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Tips from Ag's Top Teachers

Arlys Cupp has been teaching in southwestern Nebraska for 35 years and was honored last month by the Nebraska Farm Bureau Foundation as the 2020 Nebraska Agriculture in the Classroom Teacher of the Year. In western Colorado, Cindy Pearson, a third-grade teacher at Loma Elementary, has been tying agriculture into her daily curriculum for 12 years.

Both teachers are involved in agriculture themselves.

Cupp plants 2.5 acres to pumpkins and a corn maze and then incorporates lessons about pumpkins into her classroom through utilizing resources available through Nebraska Farm Bureau. To producers who are interested in supporting teachers who are incorporating agriculture into their classrooms, she recommends the Ag Pen Pal program. The program pairs classrooms with a rancher in the sandhills and they are able to exchange letters and learn about the cattle and crop production so important in the state. The rancher pen pal paired with Cupp’s class received hand-painted, dried gourds from the students at Christmas.

“Letter writing skills are taught and improved while the students learn about agriculture in Nebraska,” said Cupp. “The friendships and relationships developed are personal and create a real-life connection to agriculture for the students.”

Cupp uses many of the accurate agriculture books that the Nebraska Farm Bureau Foundation recommends in her language arts class. One of her favorites is First Peas to the Table by Susan Grigsby. The book is based on a contest that Thomas Jefferson held with his friends and neighbors every year. The book integrates school gardens, history and seasonal weather themes into a fun-to-read book. Cupp developed an hour-long lesson to go with the book where the students learn about Thomas Jefferson, farming throughout history and modern-day agriculture.

“After we read the book, each student received a package of peas to plant at home,” Cupp said. “I received pictures all summer long of the pea plants and produce the students grew to eat with their families.”

Cupp is also involved with 4-H and FFA. Cupp has been a 4-H leader for 26 years and has lead projects in the areas of livestock, vet science, gardening, cooking, STEM and communications. She enjoys watching the children explore and excel in agriculture related areas while challenging them to further their knowledge and expand their projects.

“I feel so privileged to be able to teach my students about the generations before us and their agriculture practices,” Cupp said. “Many of my students have grown into individuals with successful agriculture careers. I’m so lucky that I get to be a part of what interests them in agriculture at such an early age.”


Pearson, who is part of a third-generation cow calf operation and small feed yard, takes the school’s third graders on a field trip to their cattle operation and the local livestock auction.

She said there are a number of actions local producers can take to support teachers who are making an effort to incorporate agriculture into their curriculum. Financially supporting the Colorado Foundation for Agriculture is one way she said producers can ensure teachers have access to free resources designed for classrooms and aligned with Colorado standards.

Making available to local school districts a list of local producers or business owners willing to serve as resources or speakers is another step producers can take to support teachers. Pearson said students are anxious to connect learning with real life and guest speakers who can share their experiences with students can help make those connections by demonstrating how they utilize math, technology, reading and writing daily. Opening the gates to farms and ranches to host field trips is another way producers can support teachers and share the story of agriculture with students.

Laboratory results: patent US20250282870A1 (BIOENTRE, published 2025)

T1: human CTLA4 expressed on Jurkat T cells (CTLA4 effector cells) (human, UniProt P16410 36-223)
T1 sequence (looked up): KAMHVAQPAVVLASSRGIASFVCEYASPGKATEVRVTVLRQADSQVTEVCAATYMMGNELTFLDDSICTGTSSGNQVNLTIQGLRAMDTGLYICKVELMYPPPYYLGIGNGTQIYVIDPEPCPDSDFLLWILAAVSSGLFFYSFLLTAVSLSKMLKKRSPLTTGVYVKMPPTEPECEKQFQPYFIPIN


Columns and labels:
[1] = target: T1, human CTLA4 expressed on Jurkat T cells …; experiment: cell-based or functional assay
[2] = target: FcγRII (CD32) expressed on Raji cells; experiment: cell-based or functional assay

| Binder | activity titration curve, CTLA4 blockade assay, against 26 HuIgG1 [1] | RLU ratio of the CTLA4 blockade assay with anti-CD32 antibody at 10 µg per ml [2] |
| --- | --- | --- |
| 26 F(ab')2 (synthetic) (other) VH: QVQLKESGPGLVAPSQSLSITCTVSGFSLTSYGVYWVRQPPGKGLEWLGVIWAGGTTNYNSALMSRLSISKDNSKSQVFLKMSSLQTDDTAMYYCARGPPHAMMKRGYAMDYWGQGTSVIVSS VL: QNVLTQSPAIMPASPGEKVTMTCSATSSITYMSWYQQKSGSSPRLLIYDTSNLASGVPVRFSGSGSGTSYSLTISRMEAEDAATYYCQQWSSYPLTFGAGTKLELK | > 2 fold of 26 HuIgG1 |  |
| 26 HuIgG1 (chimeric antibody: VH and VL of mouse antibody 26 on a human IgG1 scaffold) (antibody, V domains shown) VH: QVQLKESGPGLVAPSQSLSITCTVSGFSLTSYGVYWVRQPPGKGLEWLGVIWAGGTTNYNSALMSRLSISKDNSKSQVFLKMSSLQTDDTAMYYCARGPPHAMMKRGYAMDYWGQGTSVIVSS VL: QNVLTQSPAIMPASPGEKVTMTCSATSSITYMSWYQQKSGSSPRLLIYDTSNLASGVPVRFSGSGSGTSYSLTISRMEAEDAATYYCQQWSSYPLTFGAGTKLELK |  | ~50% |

Pearson said agriculture can be paired with concepts across the curriculum, including history, science and art. “Flat Aggie” is one of her activities that is a classroom favorite. Students are paired with farmers, ranchers and agriculture businesses across the country and Canada. Students create a paper doll character of themselves to send with a letter to their counterpart who can then photograph the paper “Flat Aggie” around their operation and answer the student’s questions. The project meets content standards in the classroom and encourages handwriting letters, something she said that can be minimized in a mobile device-driven society. Students also learn about careers and the production of agriculture products.

Other ways to support local teachers making an effort to incorporate agriculture include donating supplies like incubators to hatch eggs, funds to purchase resources from the National Ag in the Classroom program, and accurate agriculture books.

​Cupp will receive an expense-paid trip to the National Agriculture in the Classroom Conference, an accurate agriculture book bundle featuring 12 books and corresponding literature guides, and a $250 cash prize. The conference brings educators together from all over the United States to learn how to use agricultural concepts to effectively teach core subjects such as reading, math, science and social studies. The conference features recognition for Teacher of the Year honorees, educational workshops, traveling workshops to agribusinesses and research facilities and farm tours.

For winning the Colorado Foundation for Agriculture Outstanding Agriculture in the Classroom Teacher award, Pearson receives a $500 monetary gift. She also earns a trip to the National Agriculture in the Classroom Conference, which will be held June 22-26, 2020, in Salt Lake City, Utah. ❖

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